Transporting oil by pipeline is safer than using trains or trucks

On May 6, there were radio and TV news reports of another oil unit train being derailed with a resulting fire that caused the evacuation of a small North Dakota town.

First reports indicated that a number of cars were burning, but later reports pared the actual number of cars involved in the fire to six.

All of which reportedly were older and supposedly of weaker design and construction.  An early radio report stated it was due to a broken wheel.

A May 7 newspaper story stated that this latest one was on BNSF tracks while a story the next day stated that the track had been reopened to traffic.

Naturally, reports stated that there were calls to remove all these old cars from use for high-volatile oil transport.  Never mind that it takes time to manufacture cars of the newer, double-wall design.  One story stated that this latest incident with the older cars was the fifth since February and industry critics responded with calls for them to be taken off the tracks.

In my opinion there are more ominous circumstances involved in this continuing set of circumstances.

The Department of State, while Hillary Rodham Clinton was still secretary, had issued an approval of the cross border Northern Extension of the Keystone XL Pipeline.  However, the PRESBO Administration had stalled and ordered a delay because of objections from various environmental obstructionist groups.  If the pipeline approval had gone through then, it probably would be in use, or nearly so, by this time – which would have substantially reduced the need for the unit trains of oil tank cars and a reduced price of oil at the refineries.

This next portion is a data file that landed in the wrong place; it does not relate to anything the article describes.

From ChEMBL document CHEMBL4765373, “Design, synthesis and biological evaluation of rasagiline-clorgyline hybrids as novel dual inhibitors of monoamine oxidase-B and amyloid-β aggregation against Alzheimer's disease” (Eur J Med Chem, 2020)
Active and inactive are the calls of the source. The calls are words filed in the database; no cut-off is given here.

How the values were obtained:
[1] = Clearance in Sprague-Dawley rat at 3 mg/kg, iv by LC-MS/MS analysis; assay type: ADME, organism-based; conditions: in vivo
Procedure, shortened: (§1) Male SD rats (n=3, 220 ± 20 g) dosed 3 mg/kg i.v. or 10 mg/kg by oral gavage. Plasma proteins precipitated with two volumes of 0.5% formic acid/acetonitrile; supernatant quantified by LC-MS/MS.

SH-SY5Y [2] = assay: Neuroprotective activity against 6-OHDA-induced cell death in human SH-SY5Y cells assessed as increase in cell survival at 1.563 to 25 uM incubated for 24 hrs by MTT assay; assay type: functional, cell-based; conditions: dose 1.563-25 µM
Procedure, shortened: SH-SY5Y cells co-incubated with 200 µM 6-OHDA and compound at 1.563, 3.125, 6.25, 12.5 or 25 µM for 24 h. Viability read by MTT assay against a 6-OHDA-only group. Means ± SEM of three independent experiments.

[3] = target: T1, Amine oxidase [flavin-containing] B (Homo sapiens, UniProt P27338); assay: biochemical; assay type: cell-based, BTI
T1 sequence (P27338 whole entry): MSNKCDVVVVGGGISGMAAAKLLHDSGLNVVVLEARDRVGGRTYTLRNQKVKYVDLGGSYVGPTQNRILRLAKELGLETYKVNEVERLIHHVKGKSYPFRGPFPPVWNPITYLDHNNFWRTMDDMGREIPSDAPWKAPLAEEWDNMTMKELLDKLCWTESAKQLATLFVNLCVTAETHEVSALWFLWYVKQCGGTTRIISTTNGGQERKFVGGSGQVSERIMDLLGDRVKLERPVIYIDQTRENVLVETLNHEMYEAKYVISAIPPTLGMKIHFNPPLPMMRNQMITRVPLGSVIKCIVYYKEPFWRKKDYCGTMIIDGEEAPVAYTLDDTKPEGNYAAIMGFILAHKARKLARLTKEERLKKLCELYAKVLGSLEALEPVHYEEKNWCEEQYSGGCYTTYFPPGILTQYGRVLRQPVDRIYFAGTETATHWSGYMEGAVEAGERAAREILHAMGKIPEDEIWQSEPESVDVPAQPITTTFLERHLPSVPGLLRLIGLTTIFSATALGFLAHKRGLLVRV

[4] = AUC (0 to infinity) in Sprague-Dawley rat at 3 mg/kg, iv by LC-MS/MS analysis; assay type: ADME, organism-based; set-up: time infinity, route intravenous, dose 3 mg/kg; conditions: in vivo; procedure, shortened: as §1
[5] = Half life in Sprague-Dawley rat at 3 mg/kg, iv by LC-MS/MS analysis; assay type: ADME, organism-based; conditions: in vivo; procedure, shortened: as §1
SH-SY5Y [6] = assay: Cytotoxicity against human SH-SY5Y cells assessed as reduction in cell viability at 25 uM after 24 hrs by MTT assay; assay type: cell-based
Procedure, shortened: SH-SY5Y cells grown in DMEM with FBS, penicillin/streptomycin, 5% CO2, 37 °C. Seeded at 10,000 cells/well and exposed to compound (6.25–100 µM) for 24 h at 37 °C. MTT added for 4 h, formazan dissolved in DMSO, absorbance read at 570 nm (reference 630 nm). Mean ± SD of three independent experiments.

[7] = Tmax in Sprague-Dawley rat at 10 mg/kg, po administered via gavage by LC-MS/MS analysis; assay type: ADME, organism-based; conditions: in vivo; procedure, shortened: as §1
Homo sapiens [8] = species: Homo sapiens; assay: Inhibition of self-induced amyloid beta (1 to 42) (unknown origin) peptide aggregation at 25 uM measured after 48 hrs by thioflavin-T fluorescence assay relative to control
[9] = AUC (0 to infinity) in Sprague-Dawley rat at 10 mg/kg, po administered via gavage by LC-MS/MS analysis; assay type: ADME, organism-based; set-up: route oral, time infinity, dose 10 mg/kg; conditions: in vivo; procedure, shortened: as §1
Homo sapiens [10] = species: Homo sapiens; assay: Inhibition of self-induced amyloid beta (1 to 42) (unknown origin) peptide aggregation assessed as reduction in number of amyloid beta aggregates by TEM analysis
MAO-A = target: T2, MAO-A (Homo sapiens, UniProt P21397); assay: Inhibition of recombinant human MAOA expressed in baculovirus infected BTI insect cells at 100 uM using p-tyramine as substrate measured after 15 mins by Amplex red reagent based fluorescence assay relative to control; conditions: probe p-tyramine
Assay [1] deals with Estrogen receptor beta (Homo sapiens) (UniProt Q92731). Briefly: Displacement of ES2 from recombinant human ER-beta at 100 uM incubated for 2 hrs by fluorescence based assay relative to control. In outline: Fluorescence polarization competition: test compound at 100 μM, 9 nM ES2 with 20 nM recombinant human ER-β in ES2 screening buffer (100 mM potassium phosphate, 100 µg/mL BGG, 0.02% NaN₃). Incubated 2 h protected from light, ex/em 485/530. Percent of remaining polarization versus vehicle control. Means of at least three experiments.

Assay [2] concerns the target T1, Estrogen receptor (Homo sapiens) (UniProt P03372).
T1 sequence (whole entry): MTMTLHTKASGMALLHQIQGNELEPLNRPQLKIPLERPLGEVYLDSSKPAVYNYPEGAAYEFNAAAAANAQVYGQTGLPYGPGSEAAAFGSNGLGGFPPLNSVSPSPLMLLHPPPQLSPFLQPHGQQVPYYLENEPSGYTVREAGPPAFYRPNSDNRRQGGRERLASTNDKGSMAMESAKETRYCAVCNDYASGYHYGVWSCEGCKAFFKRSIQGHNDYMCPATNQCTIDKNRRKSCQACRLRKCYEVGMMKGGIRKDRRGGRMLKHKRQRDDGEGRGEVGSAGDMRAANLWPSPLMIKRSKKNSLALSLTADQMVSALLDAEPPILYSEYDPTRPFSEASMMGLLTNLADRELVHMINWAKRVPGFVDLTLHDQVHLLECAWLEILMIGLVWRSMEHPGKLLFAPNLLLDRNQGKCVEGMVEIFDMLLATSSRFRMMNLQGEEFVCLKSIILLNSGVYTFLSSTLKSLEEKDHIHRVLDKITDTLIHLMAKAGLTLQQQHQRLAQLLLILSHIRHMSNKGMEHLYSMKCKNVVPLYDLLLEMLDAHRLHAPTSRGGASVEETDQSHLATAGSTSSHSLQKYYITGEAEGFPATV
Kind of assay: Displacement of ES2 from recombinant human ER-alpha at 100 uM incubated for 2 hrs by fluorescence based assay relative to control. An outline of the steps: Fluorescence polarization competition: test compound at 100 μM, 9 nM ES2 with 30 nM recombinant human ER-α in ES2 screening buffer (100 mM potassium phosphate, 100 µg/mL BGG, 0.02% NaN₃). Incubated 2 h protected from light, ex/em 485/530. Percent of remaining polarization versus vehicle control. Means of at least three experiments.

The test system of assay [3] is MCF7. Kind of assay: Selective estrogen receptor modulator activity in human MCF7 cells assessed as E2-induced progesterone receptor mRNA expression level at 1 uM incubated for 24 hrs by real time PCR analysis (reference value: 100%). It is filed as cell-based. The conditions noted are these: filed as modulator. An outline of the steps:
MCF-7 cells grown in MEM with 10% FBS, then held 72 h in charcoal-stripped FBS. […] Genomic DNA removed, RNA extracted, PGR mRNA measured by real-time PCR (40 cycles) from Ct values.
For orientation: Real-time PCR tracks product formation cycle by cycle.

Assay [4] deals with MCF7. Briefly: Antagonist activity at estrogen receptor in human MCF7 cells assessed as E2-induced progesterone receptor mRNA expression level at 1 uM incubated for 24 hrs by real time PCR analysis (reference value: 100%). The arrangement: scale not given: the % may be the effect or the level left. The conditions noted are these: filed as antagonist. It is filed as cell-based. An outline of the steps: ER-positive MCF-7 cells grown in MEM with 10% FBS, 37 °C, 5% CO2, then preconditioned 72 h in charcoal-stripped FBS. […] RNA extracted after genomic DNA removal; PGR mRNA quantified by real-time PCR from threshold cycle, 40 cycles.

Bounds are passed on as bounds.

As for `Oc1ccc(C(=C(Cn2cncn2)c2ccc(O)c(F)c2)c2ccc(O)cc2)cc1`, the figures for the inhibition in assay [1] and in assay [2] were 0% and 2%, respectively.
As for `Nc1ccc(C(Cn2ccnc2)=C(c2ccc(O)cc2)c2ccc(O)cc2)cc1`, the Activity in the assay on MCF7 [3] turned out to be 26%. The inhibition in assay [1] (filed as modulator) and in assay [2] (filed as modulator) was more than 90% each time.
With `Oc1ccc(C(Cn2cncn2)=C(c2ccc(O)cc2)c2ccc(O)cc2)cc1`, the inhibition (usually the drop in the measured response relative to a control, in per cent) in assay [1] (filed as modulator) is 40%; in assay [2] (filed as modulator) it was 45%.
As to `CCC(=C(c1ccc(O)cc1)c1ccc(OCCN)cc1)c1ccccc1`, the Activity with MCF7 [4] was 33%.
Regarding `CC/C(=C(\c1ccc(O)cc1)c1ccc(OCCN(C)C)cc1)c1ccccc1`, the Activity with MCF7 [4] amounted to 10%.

Also it has been long proven that pipelines are much safer and more reliable than trains or trucks for transport.

Now the question rears its head as to whether some of the delay in approval is at the behest of Mr. Warren Buffet, majority owner of the Berkshire Hathaway empire and a billionaire staunch supporter of PRESBO.  B-H also owns BNSF (Burlington Northern Santa Fe) Railroad, which is enjoying substantially increased earnings and profits from the oil hauling business.  As an aside, a subsidiary of B-H recently purchased the World Publishing Company, which is the publisher/owner of the local daily, the Tulsa World.  Just last month it was announced that it had also purchased a group of weekly suburban newspapers, thus creating a virtual monopoly in the Metro area.

The multiple federal agency control over the pipeline approval occurs because of it crossing the international border between Canada and the United States. Otherwise, there would not have to have been so many sources of approval from Washington, D.C.  It therefore has been a surprise to me why the Keystone sponsors have not broken that line into two sections, one to begin at the first production injection point inside the United States in North Dakota and the other for the section that would actually cross the border.

Naturally, the objectors would still protest that part that passes over the Nebraska Sand Hill Country, where they complain that a spill would impact the water sources underground.   It has occurred to me that from my own experience the groundwater in that area is not usable for livestock or human consumption.

Further, the Oglala Aquifer that is the deeper source is at such depth and under sufficient pressure that a spill on or near the surface could not have any adverse effect on that water.

In short, it seems most likely that there are several factors involved, none of which bode well for the well-being of the United States or its citizens and businesses.  But the Congress is to be complimented for passing approval legislation, which suffered a PRESBO veto which Democrats would not join in an override vote, so it died.